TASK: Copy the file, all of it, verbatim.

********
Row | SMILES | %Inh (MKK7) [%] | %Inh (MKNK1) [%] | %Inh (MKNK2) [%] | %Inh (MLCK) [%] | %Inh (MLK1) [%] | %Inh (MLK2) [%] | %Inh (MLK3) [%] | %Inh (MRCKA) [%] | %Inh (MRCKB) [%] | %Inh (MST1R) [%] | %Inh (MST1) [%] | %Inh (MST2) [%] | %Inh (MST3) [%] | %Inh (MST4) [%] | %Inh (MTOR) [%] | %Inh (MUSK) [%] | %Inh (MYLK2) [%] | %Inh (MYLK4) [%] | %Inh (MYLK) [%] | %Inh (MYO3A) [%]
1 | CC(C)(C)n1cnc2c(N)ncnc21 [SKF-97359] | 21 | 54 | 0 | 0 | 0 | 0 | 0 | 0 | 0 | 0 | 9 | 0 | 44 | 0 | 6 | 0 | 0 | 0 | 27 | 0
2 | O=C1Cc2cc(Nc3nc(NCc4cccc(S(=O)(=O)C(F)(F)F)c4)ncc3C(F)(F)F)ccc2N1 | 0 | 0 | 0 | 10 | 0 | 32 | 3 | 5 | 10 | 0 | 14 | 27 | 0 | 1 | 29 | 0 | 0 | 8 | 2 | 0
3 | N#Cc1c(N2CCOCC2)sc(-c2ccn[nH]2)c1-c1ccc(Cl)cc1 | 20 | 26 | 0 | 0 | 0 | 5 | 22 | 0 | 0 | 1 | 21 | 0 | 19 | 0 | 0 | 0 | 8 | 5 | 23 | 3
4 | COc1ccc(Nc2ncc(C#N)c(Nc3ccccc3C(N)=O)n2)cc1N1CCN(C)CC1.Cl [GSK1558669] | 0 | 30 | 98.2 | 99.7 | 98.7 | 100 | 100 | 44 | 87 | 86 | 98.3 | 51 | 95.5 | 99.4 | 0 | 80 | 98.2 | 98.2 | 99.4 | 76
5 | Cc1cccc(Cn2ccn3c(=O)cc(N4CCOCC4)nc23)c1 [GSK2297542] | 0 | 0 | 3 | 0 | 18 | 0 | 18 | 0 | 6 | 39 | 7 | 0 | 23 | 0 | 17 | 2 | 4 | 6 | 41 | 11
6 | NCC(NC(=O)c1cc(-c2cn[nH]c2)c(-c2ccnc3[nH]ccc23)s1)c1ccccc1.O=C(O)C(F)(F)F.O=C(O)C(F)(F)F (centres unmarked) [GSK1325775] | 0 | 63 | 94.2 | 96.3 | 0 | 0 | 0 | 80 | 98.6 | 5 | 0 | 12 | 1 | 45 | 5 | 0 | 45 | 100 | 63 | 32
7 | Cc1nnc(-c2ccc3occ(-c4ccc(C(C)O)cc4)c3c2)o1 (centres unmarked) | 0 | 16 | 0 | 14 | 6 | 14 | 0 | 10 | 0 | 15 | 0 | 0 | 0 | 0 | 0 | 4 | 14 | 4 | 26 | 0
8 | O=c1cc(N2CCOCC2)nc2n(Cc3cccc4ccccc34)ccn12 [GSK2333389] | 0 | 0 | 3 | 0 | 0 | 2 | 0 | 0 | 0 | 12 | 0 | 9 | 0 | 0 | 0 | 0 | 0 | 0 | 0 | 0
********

Row | SMILES | %Inh (MKK7) [%] | %Inh (MKNK1) [%] | %Inh (MKNK2) [%] | %Inh (MLCK) [%] | %Inh (MLK1) [%] | %Inh (MLK2) [%] | %Inh (MLK3) [%] | %Inh (MRCKA) [%] | %Inh (MRCKB) [%] | %Inh (MST1R) [%] | %Inh (MST1) [%] | %Inh (MST2) [%] | %Inh (MST3) [%] | %Inh (MST4) [%] | %Inh (MTOR) [%] | %Inh (MUSK) [%] | %Inh (MYLK2) [%] | %Inh (MYLK4) [%] | %Inh (MYLK) [%] | %Inh (MYO3A) [%]
1 | CC(C)(C)n1cnc2c(N)ncnc21 [SKF-97359] | 21 | 54 | 0 | 0 | 0 | 0 | 0 | 0 | 0 | 0 | 9 | 0 | 44 | 0 | 6 | 0 | 0 | 0 | 27 | 0
2 | O=C1Cc2cc(Nc3nc(NCc4cccc(S(=O)(=O)C(F)(F)F)c4)ncc3C(F)(F)F)ccc2N1 | 0 | 0 | 0 | 10 | 0 | 32 | 3 | 5 | 10 | 0 | 14 | 27 | 0 | 1 | 29 | 0 | 0 | 8 | 2 | 0
3 | N#Cc1c(N2CCOCC2)sc(-c2ccn[nH]2)c1-c1ccc(Cl)cc1 | 20 | 26 | 0 | 0 | 0 | 5 | 22 | 0 | 0 | 1 | 21 | 0 | 19 | 0 | 0 | 0 | 8 | 5 | 23 | 3
4 | COc1ccc(Nc2ncc(C#N)c(Nc3ccccc3C(N)=O)n2)cc1N1CCN(C)CC1.Cl [GSK1558669] | 0 | 30 | 98.2 | 99.7 | 98.7 | 100 | 100 | 44 | 87 | 86 | 98.3 | 51 | 95.5 | 99.4 | 0 | 80 | 98.2 | 98.2 | 99.4 | 76
5 | Cc1cccc(Cn2ccn3c(=O)cc(N4CCOCC4)nc23)c1 [GSK2297542] | 0 | 0 | 3 | 0 | 18 | 0 | 18 | 0 | 6 | 39 | 7 | 0 | 23 | 0 | 17 | 2 | 4 | 6 | 41 | 11
6 | NCC(NC(=O)c1cc(-c2cn[nH]c2)c(-c2ccnc3[nH]ccc23)s1)c1ccccc1.O=C(O)C(F)(F)F.O=C(O)C(F)(F)F (centres unmarked) [GSK1325775] | 0 | 63 | 94.2 | 96.3 | 0 | 0 | 0 | 80 | 98.6 | 5 | 0 | 12 | 1 | 45 | 5 | 0 | 45 | 100 | 63 | 32
7 | Cc1nnc(-c2ccc3occ(-c4ccc(C(C)O)cc4)c3c2)o1 (centres unmarked) | 0 | 16 | 0 | 14 | 6 | 14 | 0 | 10 | 0 | 15 | 0 | 0 | 0 | 0 | 0 | 4 | 14 | 4 | 26 | 0
8 | O=c1cc(N2CCOCC2)nc2n(Cc3cccc4ccccc34)ccn12 [GSK2333389] | 0 | 0 | 3 | 0 | 0 | 2 | 0 | 0 | 0 | 12 | 0 | 9 | 0 | 0 | 0 | 0 | 0 | 0 | 0 | 0